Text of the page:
I’m proud for a single fact: I started using Quora before the last days’ buzz about it. I even had a related post about Fluther and Twitter some time ago, and I still believe that social Q&A websites are one of the most sophisticated applications in the Web 2.0 universe. But I haven’t shared my experience with Quora so far, and that’s what I’ll do today. Read the rest of this entry »
Tags: bing, google, microsoft, results
That’s something that went below many people’s radars: Google had suspicions about Bing stealing its search results from early on (around early May 2010). But these suspicions are now probably confirmed. Or maybe not?
I was first introduced to the battle while reading a post by Search Engine Land, which described Google’s suspicions over Bing using its results as a way to improve its own. Google decided to run an experiment about that, a “sting operation”. Google engineers assigned a specific page to a search term that noone would ever try to search for (i.e.juegosdeben1ogrande). Now, there you have the first controversial point: Google did not mention the ratio suspicious occations/number of experiments. Its blog’s post left this rather unclear. However, Search Engine Land and Microsoft provided us with a ratio of 7-9/100. Is this number representative? Well, it’s hard to tell, but still, having even a 7% similarity led Google to accuse Microsoft openly.
The fight between the two giants started. Microsoft issued a brief statement on February 1:
“We do not copy Google’s results.”
However, a small hint was obvious from Microsoft’s original response to the issue: Microsoft makes use of “multiple signals and approaches” in its quest of “doing a better job determining the intent of the search”. This points out directly to Microsoft’s MSN Toolbar and Windows Live Toolbar: one of this tool’s main quests is to identify the way users search for information and the time they spent on each result. And of course, what was the main search tool available back in 2007 (as suggested by Businessinsider’s article on the incident)? Google. And yes, this piece of info was available from June 2009.
Google’s main reaction was that competition through innovation is good, since it helps improving search results. However, the last words from its statement, about the copied results, are clear:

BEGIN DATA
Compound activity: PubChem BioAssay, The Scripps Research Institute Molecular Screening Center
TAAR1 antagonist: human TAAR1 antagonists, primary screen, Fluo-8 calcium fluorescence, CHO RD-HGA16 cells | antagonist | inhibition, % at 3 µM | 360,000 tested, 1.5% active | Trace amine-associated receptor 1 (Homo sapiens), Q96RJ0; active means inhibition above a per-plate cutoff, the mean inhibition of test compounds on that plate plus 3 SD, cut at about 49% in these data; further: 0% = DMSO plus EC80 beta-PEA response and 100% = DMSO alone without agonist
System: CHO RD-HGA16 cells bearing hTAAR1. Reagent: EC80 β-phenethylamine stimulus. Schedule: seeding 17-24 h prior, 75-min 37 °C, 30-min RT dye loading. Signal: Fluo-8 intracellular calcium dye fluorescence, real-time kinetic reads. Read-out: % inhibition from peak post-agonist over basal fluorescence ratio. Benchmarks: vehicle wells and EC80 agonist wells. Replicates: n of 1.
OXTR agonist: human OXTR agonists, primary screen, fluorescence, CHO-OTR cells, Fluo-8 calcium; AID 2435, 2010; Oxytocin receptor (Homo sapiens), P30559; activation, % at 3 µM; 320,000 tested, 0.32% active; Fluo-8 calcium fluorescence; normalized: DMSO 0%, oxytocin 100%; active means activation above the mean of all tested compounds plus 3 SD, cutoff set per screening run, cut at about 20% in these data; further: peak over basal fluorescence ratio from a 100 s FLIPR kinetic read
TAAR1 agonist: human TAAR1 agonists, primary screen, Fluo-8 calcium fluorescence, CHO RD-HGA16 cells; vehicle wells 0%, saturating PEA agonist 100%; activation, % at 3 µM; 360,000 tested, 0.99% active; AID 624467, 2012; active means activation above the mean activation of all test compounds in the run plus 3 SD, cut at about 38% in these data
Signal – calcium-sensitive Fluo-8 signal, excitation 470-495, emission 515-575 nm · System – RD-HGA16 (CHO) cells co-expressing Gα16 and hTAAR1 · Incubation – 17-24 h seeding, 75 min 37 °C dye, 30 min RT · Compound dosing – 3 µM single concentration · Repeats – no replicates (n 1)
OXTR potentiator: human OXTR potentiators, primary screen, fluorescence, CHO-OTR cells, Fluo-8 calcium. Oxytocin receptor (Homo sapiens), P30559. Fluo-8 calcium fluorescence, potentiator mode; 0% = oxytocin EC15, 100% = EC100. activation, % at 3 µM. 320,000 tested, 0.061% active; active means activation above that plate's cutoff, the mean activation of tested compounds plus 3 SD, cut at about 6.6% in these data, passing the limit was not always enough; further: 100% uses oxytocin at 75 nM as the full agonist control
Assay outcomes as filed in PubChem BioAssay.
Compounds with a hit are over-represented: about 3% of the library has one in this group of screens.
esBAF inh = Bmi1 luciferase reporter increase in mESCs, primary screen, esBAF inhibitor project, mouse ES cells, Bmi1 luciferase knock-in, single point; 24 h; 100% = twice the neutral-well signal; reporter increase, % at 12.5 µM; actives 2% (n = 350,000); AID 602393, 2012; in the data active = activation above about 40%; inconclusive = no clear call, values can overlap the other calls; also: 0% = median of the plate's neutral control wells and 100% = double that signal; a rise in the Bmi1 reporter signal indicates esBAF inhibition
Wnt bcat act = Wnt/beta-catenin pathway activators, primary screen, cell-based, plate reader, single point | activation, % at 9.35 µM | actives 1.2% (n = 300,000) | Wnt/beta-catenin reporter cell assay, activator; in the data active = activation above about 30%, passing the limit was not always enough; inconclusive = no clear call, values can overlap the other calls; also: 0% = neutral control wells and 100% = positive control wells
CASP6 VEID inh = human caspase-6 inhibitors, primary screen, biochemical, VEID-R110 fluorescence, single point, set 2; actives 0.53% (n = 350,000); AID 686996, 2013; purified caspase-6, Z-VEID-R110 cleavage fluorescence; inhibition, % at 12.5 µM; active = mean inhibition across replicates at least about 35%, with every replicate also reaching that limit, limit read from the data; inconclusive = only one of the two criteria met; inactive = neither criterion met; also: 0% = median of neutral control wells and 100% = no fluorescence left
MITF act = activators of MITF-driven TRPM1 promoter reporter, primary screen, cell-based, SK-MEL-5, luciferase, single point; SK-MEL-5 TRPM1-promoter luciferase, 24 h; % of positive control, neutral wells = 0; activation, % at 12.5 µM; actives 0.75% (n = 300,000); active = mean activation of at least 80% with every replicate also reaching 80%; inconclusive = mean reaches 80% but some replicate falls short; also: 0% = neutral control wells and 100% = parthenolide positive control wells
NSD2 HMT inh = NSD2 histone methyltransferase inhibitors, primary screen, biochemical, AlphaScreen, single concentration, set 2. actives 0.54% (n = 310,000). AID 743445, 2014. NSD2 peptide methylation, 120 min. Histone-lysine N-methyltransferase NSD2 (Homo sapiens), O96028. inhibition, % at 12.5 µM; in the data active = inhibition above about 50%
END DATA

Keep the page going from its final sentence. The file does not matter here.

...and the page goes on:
“We’d like for this practice to stop” (does this mean that they’ll take drastic measures to make it stop? Noone can still tell).
As is Microsoft’s answer, which accused Google of “click fraud” through its senior VP of Online Services Division, Yusuf Mehdi. And continued by stating that people have started wondering if Bing’s quality is the same, or, sometimes, better than Google’s, something that led Bing’s prime competitor to make accusations over something widely known.
The battle will probably continue, either with statements or in courts. It also generates new questions: Why didn’t Yahoo reacted as well (it is known that Bing monitors Yahoo as well)? Does Bing monitor users’ clickstream or their use of Google? The second question has generated long articles, which try to determine if data from users’ search queries on Google belong solely to Google or not.
However, one thing is clear: Microsoft entered the search engine territory, a place which belonged unquestionably to Google – which of course reacted. For the time being, Google is the undeniable king. But things change really fast in the online world, and the future of this rivalry is still unclear.
P.S.: That’s one of the examples that Google used in its “sting operation”.
Tags: berkun, innovation, innovator, myths, oreilly, review
Time for my second review! This week’s book is The Myths of Innovation by Scott Berkun. To be honest, I haven’t read any other book from Berkun so far (though many people suggest Confessions of a Public Speaker), but it’s more than likely I’ll start from now on. And the reason is simple: after finishing the book I felt like the guy was in my head!
If you’re looking for a book to tell you how to innovate, then you have missed half of this book’s essence. Because there’s not a single path to innovation (although you’ll get your tips, I promise!) – that’s something you learn from the first chapters. What this book is about is the life of an innovator, the challenges he has to face, the rejection of ideas, and the lonely path to making something new and ground – breaking. Making a trip through history and great inventors, Berkun defines innovation as a long way and not as a single moment. While innovating you’ll fight, get rejected or even reach the bottom – and this book describes what to do in these cases. And even when you succeed, you have the innovator’s dilemma – are you truly open – minded to accept a new thing that may turn your innovation useless?
I enjoyed reading this book, I really did. If you ask me, it’s not going to help you innovate more – of course not. But, all in all, it helps you in creating an attitude towards innovation. I guess that, from now on, I’ll treat innovation in a different way.
Disclaimer: I received a free ebook for review purposes.
Monopoly in the software market that leads to less improvement over time. Again, probably true.
But if you watch these videos, you’ll see that, sometimes, Microsoft ignores some well – defined advertising rules and still beats the competition. And that’s innovation and improvement, at the same time.
Watch Steve Ballmer, trying to sell – now considered prehistoric – Windows 1.0.
And that’s Ballmer again (in an even better moment), selling (ancient) Windows XP.
Let’s talk about rules and innovation now…